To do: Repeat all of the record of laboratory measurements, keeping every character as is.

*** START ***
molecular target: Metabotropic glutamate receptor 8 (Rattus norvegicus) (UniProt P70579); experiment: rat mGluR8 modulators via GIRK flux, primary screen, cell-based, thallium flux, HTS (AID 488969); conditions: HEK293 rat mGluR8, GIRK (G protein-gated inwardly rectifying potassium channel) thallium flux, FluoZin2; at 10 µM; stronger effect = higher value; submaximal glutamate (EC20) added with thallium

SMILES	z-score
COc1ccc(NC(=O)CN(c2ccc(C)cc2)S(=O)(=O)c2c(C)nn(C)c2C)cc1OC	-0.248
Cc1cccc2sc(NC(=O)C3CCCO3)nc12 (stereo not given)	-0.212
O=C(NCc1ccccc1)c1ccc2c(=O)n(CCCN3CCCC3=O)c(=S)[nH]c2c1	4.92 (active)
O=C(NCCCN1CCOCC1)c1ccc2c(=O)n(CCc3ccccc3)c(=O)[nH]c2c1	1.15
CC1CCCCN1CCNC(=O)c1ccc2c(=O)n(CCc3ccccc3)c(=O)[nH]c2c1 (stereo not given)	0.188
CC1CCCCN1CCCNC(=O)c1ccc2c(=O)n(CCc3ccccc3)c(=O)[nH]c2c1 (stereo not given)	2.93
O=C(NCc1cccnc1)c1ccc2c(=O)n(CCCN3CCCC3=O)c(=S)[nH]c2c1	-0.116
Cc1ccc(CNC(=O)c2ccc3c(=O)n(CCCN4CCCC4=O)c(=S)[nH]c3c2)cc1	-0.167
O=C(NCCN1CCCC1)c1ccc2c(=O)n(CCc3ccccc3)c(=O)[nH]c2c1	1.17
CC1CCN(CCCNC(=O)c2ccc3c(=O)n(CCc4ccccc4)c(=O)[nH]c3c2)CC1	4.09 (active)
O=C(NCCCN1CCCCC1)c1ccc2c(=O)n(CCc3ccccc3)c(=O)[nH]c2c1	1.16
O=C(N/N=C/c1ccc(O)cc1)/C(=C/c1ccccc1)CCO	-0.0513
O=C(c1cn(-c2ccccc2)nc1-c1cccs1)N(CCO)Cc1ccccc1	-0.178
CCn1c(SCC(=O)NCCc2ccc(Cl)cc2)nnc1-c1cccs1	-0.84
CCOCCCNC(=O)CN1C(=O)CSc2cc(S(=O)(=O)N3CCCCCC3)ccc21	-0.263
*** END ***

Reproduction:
molecular target: Metabotropic glutamate receptor 8 (Rattus norvegicus) (UniProt P70579); experiment: rat mGluR8 modulators via GIRK flux, primary screen, cell-based, thallium flux, HTS (AID 488969); conditions: HEK293 rat mGluR8, GIRK (G protein-gated inwardly rectifying potassium channel) thallium flux, FluoZin2; at 10 µM; stronger effect = higher value; submaximal glutamate (EC20) added with thallium

SMILES	z-score
COc1ccc(NC(=O)CN(c2ccc(C)cc2)S(=O)(=O)c2c(C)nn(C)c2C)cc1OC	-0.248
Cc1cccc2sc(NC(=O)C3CCCO3)nc12 (stereo not given)	-0.212
O=C(NCc1ccccc1)c1ccc2c(=O)n(CCCN3CCCC3=O)c(=S)[nH]c2c1	4.92 (active)
O=C(NCCCN1CCOCC1)c1ccc2c(=O)n(CCc3ccccc3)c(=O)[nH]c2c1	1.15
CC1CCCCN1CCNC(=O)c1ccc2c(=O)n(CCc3ccccc3)c(=O)[nH]c2c1 (stereo not given)	0.188
CC1CCCCN1CCCNC(=O)c1ccc2c(=O)n(CCc3ccccc3)c(=O)[nH]c2c1 (stereo not given)	2.93
O=C(NCc1cccnc1)c1ccc2c(=O)n(CCCN3CCCC3=O)c(=S)[nH]c2c1	-0.116
Cc1ccc(CNC(=O)c2ccc3c(=O)n(CCCN4CCCC4=O)c(=S)[nH]c3c2)cc1	-0.167
O=C(NCCN1CCCC1)c1ccc2c(=O)n(CCc3ccccc3)c(=O)[nH]c2c1	1.17
CC1CCN(CCCNC(=O)c2ccc3c(=O)n(CCc4ccccc4)c(=O)[nH]c3c2)CC1	4.09 (active)
O=C(NCCCN1CCCCC1)c1ccc2c(=O)n(CCc3ccccc3)c(=O)[nH]c2c1	1.16
O=C(N/N=C/c1ccc(O)cc1)/C(=C/c1ccccc1)CCO	-0.0513
O=C(c1cn(-c2ccccc2)nc1-c1cccs1)N(CCO)Cc1ccccc1	-0.178
CCn1c(SCC(=O)NCCc2ccc(Cl)cc2)nnc1-c1cccs1	-0.84
CCOCCCNC(=O)CN1C(=O)CSc2cc(S(=O)(=O)N3CCCCCC3)ccc21	-0.263